- Associated Press - Saturday, December 2, 2017

STEELEVILLE, Ill. (AP) - Part of Paula Owen’s family history lives in her refrigerator.

In two jars sits yeast that Owen said was given to her 42 years ago by her mother when she married, just as her mother had done in 1918. Owen said the culture, made by feeding the yeast with sugar and the water discarded from boiling potatoes, was at least a century old if not older. In fact, while Owen knows for certain her grandmother kept it, she said it is the family story that her great-grandmother actually brought the culture from Germany.

The yeast and the special family sandwich bread recipe that is made with it has always been a part of Owen’s life.

“I watched my mom bake all the time,” Owen said, remembering how her mother baked bread for the family at least once a week. “She made it every week and sometimes other people in Percy, where she lived, they would call her and ask her to make them some and so she did.”

When Owen married and started her own family, she kept the tradition up, baking for her family and though her household is a lot smaller now - she lives with just her husband, Gene, in Steeleville - she still feeds the starter once a week and tries to bake at least every other. She said she gets a good feeling every time she bakes with it.

“You know, it makes you feel good that you are still keeping it going,” she said of the tradition. Owen also said she enjoys remembering her mother every time she bakes.

Bread was not the only thing Owen’s mother made with her special yeast culture. There were coffee cakes, cinnamon buns and donuts, too. As for recipes though, Owen said those are hard to come by.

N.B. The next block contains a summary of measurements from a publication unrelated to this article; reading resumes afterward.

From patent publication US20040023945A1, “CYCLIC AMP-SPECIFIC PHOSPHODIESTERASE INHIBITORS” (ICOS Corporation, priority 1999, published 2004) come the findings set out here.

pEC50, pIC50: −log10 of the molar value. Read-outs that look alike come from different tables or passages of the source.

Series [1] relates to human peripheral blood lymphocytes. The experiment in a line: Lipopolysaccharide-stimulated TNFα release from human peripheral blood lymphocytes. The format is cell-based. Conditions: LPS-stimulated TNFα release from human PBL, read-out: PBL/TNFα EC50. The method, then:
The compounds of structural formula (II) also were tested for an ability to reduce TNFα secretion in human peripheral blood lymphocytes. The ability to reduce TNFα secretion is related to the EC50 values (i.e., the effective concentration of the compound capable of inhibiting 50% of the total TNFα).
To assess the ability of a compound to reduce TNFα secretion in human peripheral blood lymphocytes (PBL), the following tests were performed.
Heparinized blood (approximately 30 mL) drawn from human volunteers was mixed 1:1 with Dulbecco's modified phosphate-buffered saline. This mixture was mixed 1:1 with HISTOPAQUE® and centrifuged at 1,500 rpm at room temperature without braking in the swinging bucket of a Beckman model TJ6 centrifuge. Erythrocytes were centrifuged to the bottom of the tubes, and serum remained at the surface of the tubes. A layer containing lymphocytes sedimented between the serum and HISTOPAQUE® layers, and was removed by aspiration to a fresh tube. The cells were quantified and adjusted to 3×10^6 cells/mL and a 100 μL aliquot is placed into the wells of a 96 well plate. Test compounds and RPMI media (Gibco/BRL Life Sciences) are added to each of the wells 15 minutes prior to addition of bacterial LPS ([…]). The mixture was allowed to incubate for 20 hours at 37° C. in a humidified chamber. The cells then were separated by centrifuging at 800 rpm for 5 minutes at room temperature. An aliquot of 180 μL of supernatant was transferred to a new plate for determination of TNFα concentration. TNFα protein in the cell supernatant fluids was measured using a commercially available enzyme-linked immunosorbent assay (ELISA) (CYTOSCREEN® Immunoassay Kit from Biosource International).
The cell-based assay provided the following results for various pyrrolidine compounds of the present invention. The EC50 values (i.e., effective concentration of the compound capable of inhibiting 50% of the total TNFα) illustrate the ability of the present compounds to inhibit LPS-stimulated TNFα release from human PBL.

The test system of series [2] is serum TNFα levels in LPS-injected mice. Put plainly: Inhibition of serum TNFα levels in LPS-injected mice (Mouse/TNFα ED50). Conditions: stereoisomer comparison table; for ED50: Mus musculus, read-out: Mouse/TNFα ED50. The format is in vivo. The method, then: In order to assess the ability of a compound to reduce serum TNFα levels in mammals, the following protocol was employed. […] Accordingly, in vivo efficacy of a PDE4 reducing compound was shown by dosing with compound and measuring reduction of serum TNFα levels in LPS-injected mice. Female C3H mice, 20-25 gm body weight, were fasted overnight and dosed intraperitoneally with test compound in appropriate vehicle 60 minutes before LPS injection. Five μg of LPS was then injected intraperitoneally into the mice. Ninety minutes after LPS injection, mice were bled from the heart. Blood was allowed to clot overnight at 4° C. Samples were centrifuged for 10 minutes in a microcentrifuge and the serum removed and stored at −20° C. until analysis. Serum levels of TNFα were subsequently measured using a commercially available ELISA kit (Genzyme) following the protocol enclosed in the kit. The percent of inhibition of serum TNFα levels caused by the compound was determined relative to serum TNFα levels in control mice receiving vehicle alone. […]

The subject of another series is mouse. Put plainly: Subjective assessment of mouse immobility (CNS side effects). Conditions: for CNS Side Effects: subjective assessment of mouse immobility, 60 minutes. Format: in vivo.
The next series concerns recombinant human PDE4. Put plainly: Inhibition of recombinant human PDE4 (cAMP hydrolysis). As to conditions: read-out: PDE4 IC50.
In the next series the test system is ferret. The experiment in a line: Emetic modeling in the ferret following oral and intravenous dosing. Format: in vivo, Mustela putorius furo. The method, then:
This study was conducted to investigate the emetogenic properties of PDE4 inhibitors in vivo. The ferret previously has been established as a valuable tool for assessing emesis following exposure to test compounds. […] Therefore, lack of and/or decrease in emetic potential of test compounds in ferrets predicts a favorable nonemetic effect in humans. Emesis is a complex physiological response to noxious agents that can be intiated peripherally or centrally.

“When she had recipes, she didn’t write it down. She said, ‘You just use a pinch of this and that,’ and she said, ‘You do it by feel,’” she said laughing.

Owen said her mother was very secretive about the yeast culture.

“She wouldn’t give it out to anybody and when she gave it to me, I was really happy about it,” Owen said.

Indeed, the yeast has likely only left the family one time. Owen said when her children were small, she baked her family’s special bread for a school bake sale. One customer loved the bread so much she got in touch and asked Owen how to make it. Owen said she gave the woman a portion of the yeast, but isn’t sure if she kept the tradition going.

Owen, a second-shift worker at Gilster Mary-Lee, said she doesn’t have much time to bake. However, she took days off for Thanksgiving to mix up four loaves, which she divides into halves - she planned to make the stuffing for Thursday’s meal with it.

“They know it’s homemade bread and they said it’s better, it tastes better with it,” she said of her children.

Owen said, as of right now, she is the only person still keeping the yeast that she knows of - she is the only girl in her family and her brothers didn’t express interest in keeping up the family tradition. She said one daughter has expressed an interest but, because of her schedule, has not been able to keep the yeast Owen gave her alive.

At 67, Owen still has years of baking left, but said she is hopeful the tradition won’t die with her - hopefully a child or even a grandchild will keep the family tradition alive.

“I’m hoping that as they see me doing it all the time that they will eventually do it,” Owen said.


Source: The (Carbondale) Southern Illinoisan, http://bit.ly/2Af5izf


Information from: Southern Illinoisan, http://www.southernillinoisan.com

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